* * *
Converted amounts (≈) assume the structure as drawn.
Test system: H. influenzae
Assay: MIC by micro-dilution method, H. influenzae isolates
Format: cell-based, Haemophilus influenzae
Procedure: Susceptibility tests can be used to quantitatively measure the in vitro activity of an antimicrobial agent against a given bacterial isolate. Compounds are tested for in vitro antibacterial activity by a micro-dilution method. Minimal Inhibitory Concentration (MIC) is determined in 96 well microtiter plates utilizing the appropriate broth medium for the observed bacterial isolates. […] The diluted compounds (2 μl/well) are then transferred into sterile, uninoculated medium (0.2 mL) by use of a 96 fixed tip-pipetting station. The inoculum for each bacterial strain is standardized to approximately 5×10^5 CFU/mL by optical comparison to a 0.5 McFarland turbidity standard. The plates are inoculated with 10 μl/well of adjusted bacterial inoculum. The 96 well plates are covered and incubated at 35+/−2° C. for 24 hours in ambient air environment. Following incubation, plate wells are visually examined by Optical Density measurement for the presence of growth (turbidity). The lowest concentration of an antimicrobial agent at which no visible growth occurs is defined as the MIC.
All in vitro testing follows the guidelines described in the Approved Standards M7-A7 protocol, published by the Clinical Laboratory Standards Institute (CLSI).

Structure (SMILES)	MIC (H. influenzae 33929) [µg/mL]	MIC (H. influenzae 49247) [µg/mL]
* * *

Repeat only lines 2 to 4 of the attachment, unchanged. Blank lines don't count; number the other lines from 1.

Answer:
Test system: H. influenzae
Assay: MIC by micro-dilution method, H. influenzae isolates
Format: cell-based, Haemophilus influenzae